I've had a couple of this guys videos appear in my YouTube feed recently. Maybe because I watch a fair bit of IT stuff. I watched the below video today and I pretty much disagree with everything he says. I explain why below.
I wouldn't normally bother to comment but looking at the high number of views of this and his other videos I feel obliged to say something as it's exactly the opposite of what I think you should be doing. Bear in mind that he is entitled to his opinion of course, mine is based on 18 years in IT making a career change from the police and working from helpdesk to running an international IT training company.
I'll go through his main points with my rebuttal/POV. I'm not trying to convince you or trash the guy, you have a brain so work out whose advice best suits you and your circumstances. Bear in mind also that of course I run an IT book publishing business and a video certification website so clearly I'm biased.
1. Textbooks are heavy to lug around.
Okay. They weigh about the same as a bag of sugar. Drop it in a rucksack and carry it. Are you really going to not buy a book because you can't carry 2-3 pounds (1KG)?
2. It's $40 you have to spend.
I've written so much about how much you should look at investing in your career. All CCNA level engineers were surveyed and the average salary is $55,000 to $90,000. Yeah yeah I know, not everybody walks into that and it's dependent upon quals, experience and location but these salary levels are FACT. You can pass the Cisco CCNA in around 2-4 months unless you are a lazy pig and watch TV instead. Will you really balk at putting around $100-200 into study guides and online video training?
3. The book is only as good as the time the exam is active.
Duh! Each exam lasts for around three years. That's pretty good value. The old book by this time will be full of useful notes you can still refer to. In many cases, you can get any updates online or read up on the new topics or spend out another $40. That's pretty good value for three years materials surely. I have books dating back to the 90's that I still refer to. Also, bear-in-mind that your company and clients may well be running ‘legacy' systems you still need to support.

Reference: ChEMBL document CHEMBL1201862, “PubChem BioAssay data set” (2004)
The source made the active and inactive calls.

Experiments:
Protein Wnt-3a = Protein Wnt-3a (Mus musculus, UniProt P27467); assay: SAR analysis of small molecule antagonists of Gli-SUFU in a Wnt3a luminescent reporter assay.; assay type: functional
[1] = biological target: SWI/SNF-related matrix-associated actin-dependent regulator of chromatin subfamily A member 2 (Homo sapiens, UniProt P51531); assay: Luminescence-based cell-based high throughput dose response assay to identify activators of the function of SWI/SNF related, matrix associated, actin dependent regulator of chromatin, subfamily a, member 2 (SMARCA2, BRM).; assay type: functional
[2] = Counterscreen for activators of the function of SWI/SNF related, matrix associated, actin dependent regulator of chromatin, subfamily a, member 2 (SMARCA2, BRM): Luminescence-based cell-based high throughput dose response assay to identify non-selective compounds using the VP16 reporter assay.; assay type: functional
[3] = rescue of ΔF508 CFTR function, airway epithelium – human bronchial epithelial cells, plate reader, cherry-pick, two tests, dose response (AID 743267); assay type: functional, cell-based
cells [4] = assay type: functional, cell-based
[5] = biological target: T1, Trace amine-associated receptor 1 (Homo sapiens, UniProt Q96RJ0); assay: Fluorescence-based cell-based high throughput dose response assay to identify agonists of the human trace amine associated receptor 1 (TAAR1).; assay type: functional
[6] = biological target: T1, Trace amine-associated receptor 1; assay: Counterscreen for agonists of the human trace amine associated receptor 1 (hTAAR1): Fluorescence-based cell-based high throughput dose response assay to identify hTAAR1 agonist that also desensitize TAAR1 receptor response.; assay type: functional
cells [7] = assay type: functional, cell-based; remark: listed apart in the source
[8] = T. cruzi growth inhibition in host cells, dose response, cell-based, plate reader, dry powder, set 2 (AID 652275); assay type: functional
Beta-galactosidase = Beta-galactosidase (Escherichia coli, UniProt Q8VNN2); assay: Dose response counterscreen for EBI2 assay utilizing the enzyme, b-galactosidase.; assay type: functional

Oh, and some things are removed from the syllabus and reappear years later. I groaned when Cisco removed RIP from the CCNA syllabus about six years ago. It reappeared in the latest version again! Lucky I kept my old books.
4. You need three things to pass any IT exam. Video guides, lab and certification guide.
He's right, he's back tracking here about using books, but he's also wrong. You don't really need a video course UNLESS you are a visual learner. I've passed a ton of IT exams without video training. I know I run a video training site but I'm clear that it isn't for everyone. Also wrong on what you need, you need a ton of practise exams. These are the things which train your brain to apply what you have learned to questions. If your first exam attempt is the real one then kiss goodbye to around $250 sucker.
5. Use Safari Books Online.
I've never used this site. I've heard of Safari Books but never bought one. It appears to be providing e-books and video training for various IT topics. It's $399 per year or $39 per month. If you (like most students) need a physical book to write in and make notes on you will still have to budget for an actual book. You still have to get access to practise exams and of course get hands-on time somehow so you pass the practical elements you will be tested on in Cisco, Amazon, Microsoft exams (and many other providers).
I checked the site for books only. There are a ton of books on there but when searching for CCNA for example, I found many of the versions were out-of-date. I haven't tried out the videos yet so I can't really comment. I can't see any access to live equipment. I see he is providing affiliate links to all the sites he references. He's got to make a living of course but bear that in mind.
Again, this is just my perspective so don't have a rant at me. I just felt the need to comment.
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